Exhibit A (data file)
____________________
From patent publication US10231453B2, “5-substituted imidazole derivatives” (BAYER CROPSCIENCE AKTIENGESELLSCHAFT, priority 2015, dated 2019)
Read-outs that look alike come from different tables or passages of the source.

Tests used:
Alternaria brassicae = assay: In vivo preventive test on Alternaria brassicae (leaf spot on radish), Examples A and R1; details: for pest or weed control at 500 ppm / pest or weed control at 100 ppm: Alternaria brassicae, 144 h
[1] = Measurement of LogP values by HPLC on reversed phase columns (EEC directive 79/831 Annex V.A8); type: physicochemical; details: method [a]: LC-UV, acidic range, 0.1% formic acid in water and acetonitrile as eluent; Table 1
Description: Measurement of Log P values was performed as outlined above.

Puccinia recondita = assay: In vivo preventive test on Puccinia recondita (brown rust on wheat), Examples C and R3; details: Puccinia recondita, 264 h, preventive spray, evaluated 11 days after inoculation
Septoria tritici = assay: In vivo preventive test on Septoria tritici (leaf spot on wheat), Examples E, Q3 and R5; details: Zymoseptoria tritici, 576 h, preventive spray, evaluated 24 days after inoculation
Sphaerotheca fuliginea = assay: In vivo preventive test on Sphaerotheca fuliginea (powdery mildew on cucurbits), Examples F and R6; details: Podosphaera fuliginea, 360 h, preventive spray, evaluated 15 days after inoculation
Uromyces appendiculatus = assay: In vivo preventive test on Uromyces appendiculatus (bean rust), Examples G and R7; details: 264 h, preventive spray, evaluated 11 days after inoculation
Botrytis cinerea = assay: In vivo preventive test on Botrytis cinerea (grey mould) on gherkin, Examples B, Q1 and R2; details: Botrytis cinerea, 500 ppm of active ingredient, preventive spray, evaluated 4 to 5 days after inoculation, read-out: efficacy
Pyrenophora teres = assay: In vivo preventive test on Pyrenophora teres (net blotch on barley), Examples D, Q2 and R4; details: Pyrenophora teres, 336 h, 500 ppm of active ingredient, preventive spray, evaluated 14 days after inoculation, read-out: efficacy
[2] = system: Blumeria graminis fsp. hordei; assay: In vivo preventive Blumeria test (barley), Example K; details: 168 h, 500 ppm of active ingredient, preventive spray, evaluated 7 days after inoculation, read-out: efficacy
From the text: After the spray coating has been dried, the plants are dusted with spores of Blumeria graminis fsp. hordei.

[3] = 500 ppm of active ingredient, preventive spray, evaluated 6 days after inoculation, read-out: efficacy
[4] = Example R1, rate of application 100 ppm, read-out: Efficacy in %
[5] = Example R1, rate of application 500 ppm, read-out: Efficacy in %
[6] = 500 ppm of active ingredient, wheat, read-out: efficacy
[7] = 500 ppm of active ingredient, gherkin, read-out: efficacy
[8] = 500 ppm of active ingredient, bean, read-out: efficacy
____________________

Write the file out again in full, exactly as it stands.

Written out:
From patent publication US10231453B2, “5-substituted imidazole derivatives” (BAYER CROPSCIENCE AKTIENGESELLSCHAFT, priority 2015, dated 2019)
Read-outs that look alike come from different tables or passages of the source.

Tests used:
Alternaria brassicae = assay: In vivo preventive test on Alternaria brassicae (leaf spot on radish), Examples A and R1; details: for pest or weed control at 500 ppm / pest or weed control at 100 ppm: Alternaria brassicae, 144 h
[1] = Measurement of LogP values by HPLC on reversed phase columns (EEC directive 79/831 Annex V.A8); type: physicochemical; details: method [a]: LC-UV, acidic range, 0.1% formic acid in water and acetonitrile as eluent; Table 1
Description: Measurement of Log P values was performed as outlined above.

Puccinia recondita = assay: In vivo preventive test on Puccinia recondita (brown rust on wheat), Examples C and R3; details: Puccinia recondita, 264 h, preventive spray, evaluated 11 days after inoculation
Septoria tritici = assay: In vivo preventive test on Septoria tritici (leaf spot on wheat), Examples E, Q3 and R5; details: Zymoseptoria tritici, 576 h, preventive spray, evaluated 24 days after inoculation
Sphaerotheca fuliginea = assay: In vivo preventive test on Sphaerotheca fuliginea (powdery mildew on cucurbits), Examples F and R6; details: Podosphaera fuliginea, 360 h, preventive spray, evaluated 15 days after inoculation
Uromyces appendiculatus = assay: In vivo preventive test on Uromyces appendiculatus (bean rust), Examples G and R7; details: 264 h, preventive spray, evaluated 11 days after inoculation
Botrytis cinerea = assay: In vivo preventive test on Botrytis cinerea (grey mould) on gherkin, Examples B, Q1 and R2; details: Botrytis cinerea, 500 ppm of active ingredient, preventive spray, evaluated 4 to 5 days after inoculation, read-out: efficacy
Pyrenophora teres = assay: In vivo preventive test on Pyrenophora teres (net blotch on barley), Examples D, Q2 and R4; details: Pyrenophora teres, 336 h, 500 ppm of active ingredient, preventive spray, evaluated 14 days after inoculation, read-out: efficacy
[2] = system: Blumeria graminis fsp. hordei; assay: In vivo preventive Blumeria test (barley), Example K; details: 168 h, 500 ppm of active ingredient, preventive spray, evaluated 7 days after inoculation, read-out: efficacy
From the text: After the spray coating has been dried, the plants are dusted with spores of Blumeria graminis fsp. hordei.

[3] = 500 ppm of active ingredient, preventive spray, evaluated 6 days after inoculation, read-out: efficacy
[4] = Example R1, rate of application 100 ppm, read-out: Efficacy in %
[5] = Example R1, rate of application 500 ppm, read-out: Efficacy in %
[6] = 500 ppm of active ingredient, wheat, read-out: efficacy
[7] = 500 ppm of active ingredient, gherkin, read-out: efficacy
[8] = 500 ppm of active ingredient, bean, read-out: efficacy